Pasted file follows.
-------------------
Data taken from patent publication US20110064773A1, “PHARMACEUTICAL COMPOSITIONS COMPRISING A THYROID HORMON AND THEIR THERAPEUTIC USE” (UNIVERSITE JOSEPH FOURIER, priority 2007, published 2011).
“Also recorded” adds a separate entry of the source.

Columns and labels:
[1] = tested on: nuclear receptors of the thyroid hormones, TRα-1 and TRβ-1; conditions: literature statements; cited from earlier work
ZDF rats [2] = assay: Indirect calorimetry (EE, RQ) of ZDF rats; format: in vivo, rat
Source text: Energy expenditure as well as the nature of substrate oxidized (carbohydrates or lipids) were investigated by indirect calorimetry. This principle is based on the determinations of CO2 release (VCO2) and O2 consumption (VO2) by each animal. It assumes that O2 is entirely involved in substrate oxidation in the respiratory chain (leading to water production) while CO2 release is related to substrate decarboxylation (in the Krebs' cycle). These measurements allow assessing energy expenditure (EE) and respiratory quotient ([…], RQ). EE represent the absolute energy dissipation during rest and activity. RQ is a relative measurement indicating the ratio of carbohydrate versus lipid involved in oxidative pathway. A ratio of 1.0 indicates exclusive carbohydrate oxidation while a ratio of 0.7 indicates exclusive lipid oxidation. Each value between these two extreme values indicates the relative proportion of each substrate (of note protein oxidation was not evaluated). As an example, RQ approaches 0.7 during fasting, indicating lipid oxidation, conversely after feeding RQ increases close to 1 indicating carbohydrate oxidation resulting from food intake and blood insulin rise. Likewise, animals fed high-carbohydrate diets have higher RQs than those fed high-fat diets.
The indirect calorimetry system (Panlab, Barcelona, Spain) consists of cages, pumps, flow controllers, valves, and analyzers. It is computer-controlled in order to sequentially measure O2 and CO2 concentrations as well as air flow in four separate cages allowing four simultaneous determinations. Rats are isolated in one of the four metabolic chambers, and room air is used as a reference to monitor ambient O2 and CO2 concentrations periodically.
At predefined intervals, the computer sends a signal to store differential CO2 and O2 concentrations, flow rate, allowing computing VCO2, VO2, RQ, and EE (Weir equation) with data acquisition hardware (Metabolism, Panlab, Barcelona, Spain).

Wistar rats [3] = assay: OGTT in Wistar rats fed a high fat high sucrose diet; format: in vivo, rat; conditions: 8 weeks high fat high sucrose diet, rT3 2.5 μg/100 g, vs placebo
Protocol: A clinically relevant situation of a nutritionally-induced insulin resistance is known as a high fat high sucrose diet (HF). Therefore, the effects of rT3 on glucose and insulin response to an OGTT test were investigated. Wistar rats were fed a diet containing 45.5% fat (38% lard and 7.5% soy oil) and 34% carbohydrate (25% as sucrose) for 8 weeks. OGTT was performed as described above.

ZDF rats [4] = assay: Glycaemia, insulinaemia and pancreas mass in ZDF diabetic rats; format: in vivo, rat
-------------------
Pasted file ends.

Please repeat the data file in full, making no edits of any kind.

Data taken from patent publication US20110064773A1, “PHARMACEUTICAL COMPOSITIONS COMPRISING A THYROID HORMON AND THEIR THERAPEUTIC USE” (UNIVERSITE JOSEPH FOURIER, priority 2007, published 2011).
“Also recorded” adds a separate entry of the source.

Columns and labels:
[1] = tested on: nuclear receptors of the thyroid hormones, TRα-1 and TRβ-1; conditions: literature statements; cited from earlier work
ZDF rats [2] = assay: Indirect calorimetry (EE, RQ) of ZDF rats; format: in vivo, rat
Source text: Energy expenditure as well as the nature of substrate oxidized (carbohydrates or lipids) were investigated by indirect calorimetry. This principle is based on the determinations of CO2 release (VCO2) and O2 consumption (VO2) by each animal. It assumes that O2 is entirely involved in substrate oxidation in the respiratory chain (leading to water production) while CO2 release is related to substrate decarboxylation (in the Krebs' cycle). These measurements allow assessing energy expenditure (EE) and respiratory quotient ([…], RQ). EE represent the absolute energy dissipation during rest and activity. RQ is a relative measurement indicating the ratio of carbohydrate versus lipid involved in oxidative pathway. A ratio of 1.0 indicates exclusive carbohydrate oxidation while a ratio of 0.7 indicates exclusive lipid oxidation. Each value between these two extreme values indicates the relative proportion of each substrate (of note protein oxidation was not evaluated). As an example, RQ approaches 0.7 during fasting, indicating lipid oxidation, conversely after feeding RQ increases close to 1 indicating carbohydrate oxidation resulting from food intake and blood insulin rise. Likewise, animals fed high-carbohydrate diets have higher RQs than those fed high-fat diets.
The indirect calorimetry system (Panlab, Barcelona, Spain) consists of cages, pumps, flow controllers, valves, and analyzers. It is computer-controlled in order to sequentially measure O2 and CO2 concentrations as well as air flow in four separate cages allowing four simultaneous determinations. Rats are isolated in one of the four metabolic chambers, and room air is used as a reference to monitor ambient O2 and CO2 concentrations periodically.
At predefined intervals, the computer sends a signal to store differential CO2 and O2 concentrations, flow rate, allowing computing VCO2, VO2, RQ, and EE (Weir equation) with data acquisition hardware (Metabolism, Panlab, Barcelona, Spain).

Wistar rats [3] = assay: OGTT in Wistar rats fed a high fat high sucrose diet; format: in vivo, rat; conditions: 8 weeks high fat high sucrose diet, rT3 2.5 μg/100 g, vs placebo
Protocol: A clinically relevant situation of a nutritionally-induced insulin resistance is known as a high fat high sucrose diet (HF). Therefore, the effects of rT3 on glucose and insulin response to an OGTT test were investigated. Wistar rats were fed a diet containing 45.5% fat (38% lard and 7.5% soy oil) and 34% carbohydrate (25% as sucrose) for 8 weeks. OGTT was performed as described above.

ZDF rats [4] = assay: Glycaemia, insulinaemia and pancreas mass in ZDF diabetic rats; format: in vivo, rat